A cloud of sulfur dioxide reaches Puerto Rico from the volcano on La Palma

Sulfur dioxide is a colorless chemical, but it can affect the eyes and respiratory tract after prolonged exposures – Photo: Copernicus Satellite / Courtesy.

A thick cloud of sulfur dioxide from the eruption of the volcano on La Palma is currently over Puerto Rico, as detected by the European Space Agency (ESA) on Sunday. As a result, air quality on the Caribbean island has declined significantly.

“Copernicus satellite images show that the particulate cloud is entering the Caribbean, and a dense part is just over Puerto Rico this Sunday, so the use of masks is recommended,” said the Society for Astronomy of the Caribbean (SAC).

As we have told you on American Post News, the eruption of the Cumbre Vieja volcano produced a commotion in the Canary Islands, leading to the evacuation of 5,000 people in La Palma. Now, the wave of damage crossed the ocean and reached the Caribbean.

The Caribbean entity indicates that images obtained by ESA satellites, which monitor emissions into the atmosphere, have detected an extensive cloud of sulfur dioxide coming from the volcano in the Canary Islands, which has been active since mid-September.

Meanwhile, the Atmospheric Chemistry and Aerosol Research Laboratory of the University of Puerto Rico detected an increase in the amounts of fine and coarse particulate matter on the island, which arises from the chemical reactions of sulfur dioxide and volcanic emissions.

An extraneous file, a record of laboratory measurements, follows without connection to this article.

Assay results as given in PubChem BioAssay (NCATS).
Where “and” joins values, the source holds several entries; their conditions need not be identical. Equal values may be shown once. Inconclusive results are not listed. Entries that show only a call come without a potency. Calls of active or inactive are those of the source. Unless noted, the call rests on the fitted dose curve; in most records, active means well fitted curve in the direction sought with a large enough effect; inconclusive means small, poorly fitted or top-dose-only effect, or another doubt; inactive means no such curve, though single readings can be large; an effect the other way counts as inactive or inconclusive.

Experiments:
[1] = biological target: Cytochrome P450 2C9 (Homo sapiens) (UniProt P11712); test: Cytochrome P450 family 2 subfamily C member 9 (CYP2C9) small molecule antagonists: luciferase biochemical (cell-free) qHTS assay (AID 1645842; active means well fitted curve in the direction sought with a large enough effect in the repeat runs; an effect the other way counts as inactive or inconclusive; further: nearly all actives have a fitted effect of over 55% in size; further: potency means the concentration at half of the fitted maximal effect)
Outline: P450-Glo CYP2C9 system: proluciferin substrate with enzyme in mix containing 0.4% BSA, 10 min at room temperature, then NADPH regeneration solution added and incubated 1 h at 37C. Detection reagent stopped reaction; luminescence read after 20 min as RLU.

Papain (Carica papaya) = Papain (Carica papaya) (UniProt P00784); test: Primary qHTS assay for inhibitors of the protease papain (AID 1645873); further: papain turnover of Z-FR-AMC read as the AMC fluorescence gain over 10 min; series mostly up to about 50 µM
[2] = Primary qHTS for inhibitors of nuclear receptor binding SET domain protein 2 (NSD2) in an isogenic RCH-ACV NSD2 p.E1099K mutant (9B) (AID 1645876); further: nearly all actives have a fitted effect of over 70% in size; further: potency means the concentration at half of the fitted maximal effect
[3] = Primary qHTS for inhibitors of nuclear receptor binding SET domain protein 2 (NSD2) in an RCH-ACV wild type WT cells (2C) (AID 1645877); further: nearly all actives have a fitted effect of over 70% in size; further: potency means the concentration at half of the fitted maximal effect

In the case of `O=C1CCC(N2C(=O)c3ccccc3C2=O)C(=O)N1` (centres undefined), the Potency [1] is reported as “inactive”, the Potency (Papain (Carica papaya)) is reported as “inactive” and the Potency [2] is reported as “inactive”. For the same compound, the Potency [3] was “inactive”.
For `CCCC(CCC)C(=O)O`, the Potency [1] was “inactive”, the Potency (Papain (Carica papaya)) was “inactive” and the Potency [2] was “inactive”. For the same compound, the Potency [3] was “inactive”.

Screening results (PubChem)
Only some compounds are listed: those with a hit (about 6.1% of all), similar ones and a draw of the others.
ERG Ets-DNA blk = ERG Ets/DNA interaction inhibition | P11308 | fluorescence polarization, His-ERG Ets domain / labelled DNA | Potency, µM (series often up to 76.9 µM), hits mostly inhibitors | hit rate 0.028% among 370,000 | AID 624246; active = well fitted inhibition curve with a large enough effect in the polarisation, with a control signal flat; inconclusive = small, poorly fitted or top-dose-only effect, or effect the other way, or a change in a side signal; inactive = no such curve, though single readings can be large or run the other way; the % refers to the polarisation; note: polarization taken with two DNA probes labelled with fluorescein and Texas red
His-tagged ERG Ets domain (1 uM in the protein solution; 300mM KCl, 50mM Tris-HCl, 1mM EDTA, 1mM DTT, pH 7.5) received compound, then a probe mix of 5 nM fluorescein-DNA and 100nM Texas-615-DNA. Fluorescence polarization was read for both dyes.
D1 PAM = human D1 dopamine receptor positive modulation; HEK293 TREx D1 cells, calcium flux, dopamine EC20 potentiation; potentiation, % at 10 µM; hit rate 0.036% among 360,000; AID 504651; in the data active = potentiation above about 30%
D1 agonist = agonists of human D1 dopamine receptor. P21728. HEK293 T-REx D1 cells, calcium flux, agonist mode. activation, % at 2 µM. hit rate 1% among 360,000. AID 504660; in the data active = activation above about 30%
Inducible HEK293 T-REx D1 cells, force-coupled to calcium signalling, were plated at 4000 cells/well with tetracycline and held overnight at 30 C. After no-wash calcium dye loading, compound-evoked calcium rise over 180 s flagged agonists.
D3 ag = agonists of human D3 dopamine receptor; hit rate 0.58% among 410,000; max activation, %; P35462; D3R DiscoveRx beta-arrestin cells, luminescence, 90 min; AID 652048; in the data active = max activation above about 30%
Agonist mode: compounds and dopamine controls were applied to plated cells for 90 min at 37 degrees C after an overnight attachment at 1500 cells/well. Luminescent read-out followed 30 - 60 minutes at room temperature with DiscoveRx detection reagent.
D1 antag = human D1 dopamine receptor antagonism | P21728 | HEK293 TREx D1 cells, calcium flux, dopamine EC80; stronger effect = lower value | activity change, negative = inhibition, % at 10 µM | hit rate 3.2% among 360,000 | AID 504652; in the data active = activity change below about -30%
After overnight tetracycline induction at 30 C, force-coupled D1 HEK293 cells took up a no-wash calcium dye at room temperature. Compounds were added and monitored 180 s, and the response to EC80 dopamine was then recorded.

The Caribbean Astronomical Society indicates that forecasts suggest that the cloud could reach the Dominican Republic during the night of Sunday.

In another study, the Department of Natural and Environmental Resources determined that the air quality in Puerto Rico is currently unhealthy. The agency recommended that children, the elderly, and people with respiratory complications reduce outdoor activity and use masks to prevent health problems.

The entity reminds us that sulfur dioxide irritates the eyes and the respiratory tract.

The National Meteorological Service (SNM) in San Juan indicated that SO2 combined with Sahara dust had been observed over Puerto Rico, with a predominance of the latter over the region. The agency also reported that air quality will be affected until Tuesday, with an improvement anticipated for Wednesday.

With information from EFE and Telemundo.